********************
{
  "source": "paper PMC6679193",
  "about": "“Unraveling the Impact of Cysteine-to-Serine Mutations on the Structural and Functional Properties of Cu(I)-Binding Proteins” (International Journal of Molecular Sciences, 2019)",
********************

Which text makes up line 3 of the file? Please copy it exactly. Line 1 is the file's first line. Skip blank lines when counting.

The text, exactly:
  "about": "“Unraveling the Impact of Cysteine-to-Serine Mutations on the Structural and Functional Properties of Cu(I)-Binding Proteins” (International Journal of Molecular Sciences, 2019)",